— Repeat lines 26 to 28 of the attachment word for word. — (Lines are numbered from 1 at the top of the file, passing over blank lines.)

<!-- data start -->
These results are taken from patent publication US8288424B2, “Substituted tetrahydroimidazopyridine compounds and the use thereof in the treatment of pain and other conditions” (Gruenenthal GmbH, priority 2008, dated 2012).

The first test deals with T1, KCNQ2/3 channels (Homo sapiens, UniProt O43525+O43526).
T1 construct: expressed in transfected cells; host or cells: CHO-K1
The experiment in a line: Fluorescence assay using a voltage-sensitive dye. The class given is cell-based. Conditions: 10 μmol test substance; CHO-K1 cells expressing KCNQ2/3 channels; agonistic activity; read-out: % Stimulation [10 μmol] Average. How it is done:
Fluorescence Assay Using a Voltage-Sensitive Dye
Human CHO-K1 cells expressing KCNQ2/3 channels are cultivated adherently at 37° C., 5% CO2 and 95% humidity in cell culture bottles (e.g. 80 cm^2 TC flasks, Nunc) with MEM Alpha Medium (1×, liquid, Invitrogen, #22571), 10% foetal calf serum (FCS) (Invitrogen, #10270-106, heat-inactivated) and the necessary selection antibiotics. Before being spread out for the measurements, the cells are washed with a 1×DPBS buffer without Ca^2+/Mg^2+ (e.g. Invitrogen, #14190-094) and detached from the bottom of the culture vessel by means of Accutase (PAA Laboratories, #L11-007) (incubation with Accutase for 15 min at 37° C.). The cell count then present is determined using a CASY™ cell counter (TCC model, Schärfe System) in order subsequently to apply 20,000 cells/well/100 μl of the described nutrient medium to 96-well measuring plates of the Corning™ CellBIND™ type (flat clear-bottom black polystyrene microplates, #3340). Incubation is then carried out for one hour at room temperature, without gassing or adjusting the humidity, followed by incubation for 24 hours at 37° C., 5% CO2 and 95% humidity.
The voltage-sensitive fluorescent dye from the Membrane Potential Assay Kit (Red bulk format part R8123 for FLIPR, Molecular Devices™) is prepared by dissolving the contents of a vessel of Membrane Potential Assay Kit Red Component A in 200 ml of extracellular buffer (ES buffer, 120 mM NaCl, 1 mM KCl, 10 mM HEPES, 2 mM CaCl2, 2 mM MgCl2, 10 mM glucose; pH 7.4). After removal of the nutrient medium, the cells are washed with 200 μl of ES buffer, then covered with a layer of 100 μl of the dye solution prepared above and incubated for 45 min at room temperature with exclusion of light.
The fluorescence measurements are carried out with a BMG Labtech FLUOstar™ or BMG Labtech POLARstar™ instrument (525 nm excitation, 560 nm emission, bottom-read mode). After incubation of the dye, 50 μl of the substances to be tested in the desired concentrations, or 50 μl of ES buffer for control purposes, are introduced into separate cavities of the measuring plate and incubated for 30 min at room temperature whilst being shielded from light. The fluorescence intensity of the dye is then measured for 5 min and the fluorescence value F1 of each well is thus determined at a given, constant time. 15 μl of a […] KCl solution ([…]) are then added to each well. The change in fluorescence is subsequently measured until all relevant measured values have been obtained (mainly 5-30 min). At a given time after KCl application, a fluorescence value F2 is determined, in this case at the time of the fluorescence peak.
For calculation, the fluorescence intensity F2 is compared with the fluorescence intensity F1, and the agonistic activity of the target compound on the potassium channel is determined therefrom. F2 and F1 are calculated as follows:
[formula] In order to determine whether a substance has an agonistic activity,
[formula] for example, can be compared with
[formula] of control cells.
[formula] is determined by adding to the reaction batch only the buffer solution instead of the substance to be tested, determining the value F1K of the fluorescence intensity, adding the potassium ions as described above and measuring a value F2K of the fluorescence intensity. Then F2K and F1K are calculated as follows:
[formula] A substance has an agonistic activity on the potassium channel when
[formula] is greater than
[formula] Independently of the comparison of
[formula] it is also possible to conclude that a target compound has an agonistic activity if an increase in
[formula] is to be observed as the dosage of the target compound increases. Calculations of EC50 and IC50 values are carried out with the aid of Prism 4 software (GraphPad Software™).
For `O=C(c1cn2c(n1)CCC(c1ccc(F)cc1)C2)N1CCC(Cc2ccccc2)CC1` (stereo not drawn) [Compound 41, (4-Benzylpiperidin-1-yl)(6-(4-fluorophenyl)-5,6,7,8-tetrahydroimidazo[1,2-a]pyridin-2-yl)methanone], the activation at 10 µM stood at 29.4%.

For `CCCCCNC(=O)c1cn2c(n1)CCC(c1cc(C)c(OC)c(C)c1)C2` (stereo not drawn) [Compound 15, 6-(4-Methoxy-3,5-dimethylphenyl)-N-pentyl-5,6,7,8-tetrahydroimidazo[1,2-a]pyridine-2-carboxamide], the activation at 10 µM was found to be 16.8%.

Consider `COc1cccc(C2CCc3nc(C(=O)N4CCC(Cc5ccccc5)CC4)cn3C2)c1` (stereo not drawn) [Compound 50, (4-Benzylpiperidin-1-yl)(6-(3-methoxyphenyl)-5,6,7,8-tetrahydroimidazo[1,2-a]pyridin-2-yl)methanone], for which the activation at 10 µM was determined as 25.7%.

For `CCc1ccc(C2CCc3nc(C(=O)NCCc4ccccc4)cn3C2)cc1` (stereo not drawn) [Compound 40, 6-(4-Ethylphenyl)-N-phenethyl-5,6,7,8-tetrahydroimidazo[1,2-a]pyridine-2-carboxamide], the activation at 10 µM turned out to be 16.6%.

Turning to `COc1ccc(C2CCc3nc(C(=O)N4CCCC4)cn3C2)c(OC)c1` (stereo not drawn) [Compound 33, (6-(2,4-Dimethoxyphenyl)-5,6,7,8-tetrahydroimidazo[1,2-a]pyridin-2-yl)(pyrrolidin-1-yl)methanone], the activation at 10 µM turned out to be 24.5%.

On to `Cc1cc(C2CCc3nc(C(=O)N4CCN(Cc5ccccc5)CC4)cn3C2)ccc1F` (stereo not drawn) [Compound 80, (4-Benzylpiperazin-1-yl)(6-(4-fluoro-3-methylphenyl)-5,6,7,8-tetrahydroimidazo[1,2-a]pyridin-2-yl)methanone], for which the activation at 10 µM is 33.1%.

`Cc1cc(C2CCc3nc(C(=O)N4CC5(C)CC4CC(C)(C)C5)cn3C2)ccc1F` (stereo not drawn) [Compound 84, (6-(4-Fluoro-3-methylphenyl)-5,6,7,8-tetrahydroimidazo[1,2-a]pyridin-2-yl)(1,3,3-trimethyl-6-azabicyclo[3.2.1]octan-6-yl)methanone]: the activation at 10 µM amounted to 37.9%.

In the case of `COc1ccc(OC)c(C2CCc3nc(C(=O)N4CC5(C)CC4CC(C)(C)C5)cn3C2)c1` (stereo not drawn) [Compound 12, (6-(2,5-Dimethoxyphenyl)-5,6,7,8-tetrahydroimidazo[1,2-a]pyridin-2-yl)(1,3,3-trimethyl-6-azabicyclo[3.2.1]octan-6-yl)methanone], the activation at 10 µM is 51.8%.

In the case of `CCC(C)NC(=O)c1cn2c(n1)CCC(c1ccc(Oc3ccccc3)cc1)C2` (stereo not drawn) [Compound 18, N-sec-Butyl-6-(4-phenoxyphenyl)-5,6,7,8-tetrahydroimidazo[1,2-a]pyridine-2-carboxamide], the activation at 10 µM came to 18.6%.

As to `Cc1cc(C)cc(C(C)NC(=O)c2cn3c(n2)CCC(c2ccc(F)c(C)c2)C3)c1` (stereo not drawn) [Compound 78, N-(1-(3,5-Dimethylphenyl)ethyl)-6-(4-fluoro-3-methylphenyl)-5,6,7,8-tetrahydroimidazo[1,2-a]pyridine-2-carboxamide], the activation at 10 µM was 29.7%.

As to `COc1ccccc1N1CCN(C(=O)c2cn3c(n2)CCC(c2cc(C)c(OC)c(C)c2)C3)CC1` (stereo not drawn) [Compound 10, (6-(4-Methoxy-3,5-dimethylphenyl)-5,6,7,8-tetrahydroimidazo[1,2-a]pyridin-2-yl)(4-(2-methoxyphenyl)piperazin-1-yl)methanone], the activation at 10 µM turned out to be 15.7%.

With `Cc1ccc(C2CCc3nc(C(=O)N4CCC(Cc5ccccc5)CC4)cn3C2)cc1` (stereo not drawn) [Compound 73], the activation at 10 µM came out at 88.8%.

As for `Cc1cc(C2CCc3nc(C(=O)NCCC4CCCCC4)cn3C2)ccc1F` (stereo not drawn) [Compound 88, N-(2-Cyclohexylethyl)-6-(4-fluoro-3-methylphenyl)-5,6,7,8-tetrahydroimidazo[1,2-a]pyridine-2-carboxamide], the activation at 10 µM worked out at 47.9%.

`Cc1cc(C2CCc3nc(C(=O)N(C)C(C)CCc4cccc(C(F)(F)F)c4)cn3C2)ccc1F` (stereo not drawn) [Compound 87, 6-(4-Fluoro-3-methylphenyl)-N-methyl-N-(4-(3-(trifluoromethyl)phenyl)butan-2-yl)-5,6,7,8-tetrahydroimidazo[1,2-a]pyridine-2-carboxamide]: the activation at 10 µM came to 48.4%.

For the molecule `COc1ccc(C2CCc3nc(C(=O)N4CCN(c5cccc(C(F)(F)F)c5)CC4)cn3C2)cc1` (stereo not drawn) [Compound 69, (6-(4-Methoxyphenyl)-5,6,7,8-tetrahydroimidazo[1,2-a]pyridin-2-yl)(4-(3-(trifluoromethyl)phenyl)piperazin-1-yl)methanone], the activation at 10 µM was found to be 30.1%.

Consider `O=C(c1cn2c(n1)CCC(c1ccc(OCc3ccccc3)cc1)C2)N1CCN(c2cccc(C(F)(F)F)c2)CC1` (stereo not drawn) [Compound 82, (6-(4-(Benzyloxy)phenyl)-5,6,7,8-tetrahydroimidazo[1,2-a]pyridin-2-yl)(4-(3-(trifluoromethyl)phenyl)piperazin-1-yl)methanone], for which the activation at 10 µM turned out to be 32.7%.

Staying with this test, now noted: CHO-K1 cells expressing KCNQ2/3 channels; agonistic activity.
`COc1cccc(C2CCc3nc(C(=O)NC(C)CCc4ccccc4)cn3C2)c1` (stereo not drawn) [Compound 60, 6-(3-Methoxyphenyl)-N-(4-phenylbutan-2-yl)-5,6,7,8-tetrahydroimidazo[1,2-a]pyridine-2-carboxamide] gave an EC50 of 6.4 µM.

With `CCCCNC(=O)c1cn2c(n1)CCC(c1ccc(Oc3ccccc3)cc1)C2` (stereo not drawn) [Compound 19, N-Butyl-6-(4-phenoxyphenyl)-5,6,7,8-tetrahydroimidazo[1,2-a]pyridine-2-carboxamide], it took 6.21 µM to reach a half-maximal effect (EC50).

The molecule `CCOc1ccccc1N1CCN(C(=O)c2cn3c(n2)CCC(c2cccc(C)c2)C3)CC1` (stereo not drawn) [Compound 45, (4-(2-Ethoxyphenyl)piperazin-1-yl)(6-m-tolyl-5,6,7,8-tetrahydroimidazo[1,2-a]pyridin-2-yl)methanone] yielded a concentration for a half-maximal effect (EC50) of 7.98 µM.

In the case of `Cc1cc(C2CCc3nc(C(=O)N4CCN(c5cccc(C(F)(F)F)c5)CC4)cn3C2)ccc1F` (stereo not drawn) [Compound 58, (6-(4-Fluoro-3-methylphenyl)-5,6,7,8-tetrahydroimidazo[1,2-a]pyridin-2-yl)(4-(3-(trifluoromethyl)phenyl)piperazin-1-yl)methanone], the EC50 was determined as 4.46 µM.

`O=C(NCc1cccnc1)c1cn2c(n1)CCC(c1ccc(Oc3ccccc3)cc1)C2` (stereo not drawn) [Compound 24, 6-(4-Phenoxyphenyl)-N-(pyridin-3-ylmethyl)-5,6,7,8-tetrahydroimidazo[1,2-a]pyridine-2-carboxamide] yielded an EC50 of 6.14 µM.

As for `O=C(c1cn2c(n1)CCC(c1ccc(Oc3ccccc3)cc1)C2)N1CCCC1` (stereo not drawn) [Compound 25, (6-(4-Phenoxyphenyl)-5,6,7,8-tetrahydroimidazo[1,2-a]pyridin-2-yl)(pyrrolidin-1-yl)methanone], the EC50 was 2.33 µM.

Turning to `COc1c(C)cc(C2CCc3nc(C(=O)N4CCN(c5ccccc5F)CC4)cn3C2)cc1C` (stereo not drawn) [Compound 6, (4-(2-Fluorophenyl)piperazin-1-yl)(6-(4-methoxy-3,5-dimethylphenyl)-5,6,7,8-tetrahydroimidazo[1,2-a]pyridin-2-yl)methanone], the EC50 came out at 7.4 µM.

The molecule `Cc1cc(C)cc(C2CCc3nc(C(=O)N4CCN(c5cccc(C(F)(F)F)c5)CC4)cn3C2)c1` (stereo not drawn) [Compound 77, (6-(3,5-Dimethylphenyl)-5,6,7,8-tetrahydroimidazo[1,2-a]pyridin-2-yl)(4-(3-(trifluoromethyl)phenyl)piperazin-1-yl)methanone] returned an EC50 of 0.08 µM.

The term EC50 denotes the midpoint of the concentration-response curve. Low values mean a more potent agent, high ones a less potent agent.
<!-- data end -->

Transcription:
In the case of `COc1ccc(OC)c(C2CCc3nc(C(=O)N4CC5(C)CC4CC(C)(C)C5)cn3C2)c1` (stereo not drawn) [Compound 12, (6-(2,5-Dimethoxyphenyl)-5,6,7,8-tetrahydroimidazo[1,2-a]pyridin-2-yl)(1,3,3-trimethyl-6-azabicyclo[3.2.1]octan-6-yl)methanone], the activation at 10 µM is 51.8%.

In the case of `CCC(C)NC(=O)c1cn2c(n1)CCC(c1ccc(Oc3ccccc3)cc1)C2` (stereo not drawn) [Compound 18, N-sec-Butyl-6-(4-phenoxyphenyl)-5,6,7,8-tetrahydroimidazo[1,2-a]pyridine-2-carboxamide], the activation at 10 µM came to 18.6%.

As to `Cc1cc(C)cc(C(C)NC(=O)c2cn3c(n2)CCC(c2ccc(F)c(C)c2)C3)c1` (stereo not drawn) [Compound 78, N-(1-(3,5-Dimethylphenyl)ethyl)-6-(4-fluoro-3-methylphenyl)-5,6,7,8-tetrahydroimidazo[1,2-a]pyridine-2-carboxamide], the activation at 10 µM was 29.7%.